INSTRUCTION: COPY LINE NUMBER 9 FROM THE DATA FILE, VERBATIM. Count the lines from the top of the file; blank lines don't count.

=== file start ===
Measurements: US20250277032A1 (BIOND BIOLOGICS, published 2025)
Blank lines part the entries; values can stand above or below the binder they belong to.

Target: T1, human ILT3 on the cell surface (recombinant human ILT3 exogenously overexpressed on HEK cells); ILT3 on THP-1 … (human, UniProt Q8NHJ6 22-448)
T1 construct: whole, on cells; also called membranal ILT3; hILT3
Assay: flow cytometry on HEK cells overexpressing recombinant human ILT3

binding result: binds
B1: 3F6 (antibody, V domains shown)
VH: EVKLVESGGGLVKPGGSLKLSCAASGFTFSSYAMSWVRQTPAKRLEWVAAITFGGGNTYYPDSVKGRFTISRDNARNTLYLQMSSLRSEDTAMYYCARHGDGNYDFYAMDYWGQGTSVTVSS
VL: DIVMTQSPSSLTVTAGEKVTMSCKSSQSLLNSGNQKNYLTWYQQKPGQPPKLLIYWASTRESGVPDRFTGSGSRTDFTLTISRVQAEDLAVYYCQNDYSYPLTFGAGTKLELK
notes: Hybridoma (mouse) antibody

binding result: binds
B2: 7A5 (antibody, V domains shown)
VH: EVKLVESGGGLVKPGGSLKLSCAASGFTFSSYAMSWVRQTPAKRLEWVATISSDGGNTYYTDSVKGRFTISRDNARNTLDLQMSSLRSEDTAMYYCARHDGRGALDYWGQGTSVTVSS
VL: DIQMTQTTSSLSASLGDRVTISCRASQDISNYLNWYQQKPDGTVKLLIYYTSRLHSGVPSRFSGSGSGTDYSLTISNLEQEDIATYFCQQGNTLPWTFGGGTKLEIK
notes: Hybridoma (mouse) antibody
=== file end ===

VL: DIVMTQSPSSLTVTAGEKVTMSCKSSQSLLNSGNQKNYLTWYQQKPGQPPKLLIYWASTRESGVPDRFTGSGSRTDFTLTISRVQAEDLAVYYCQNDYSYPLTFGAGTKLELK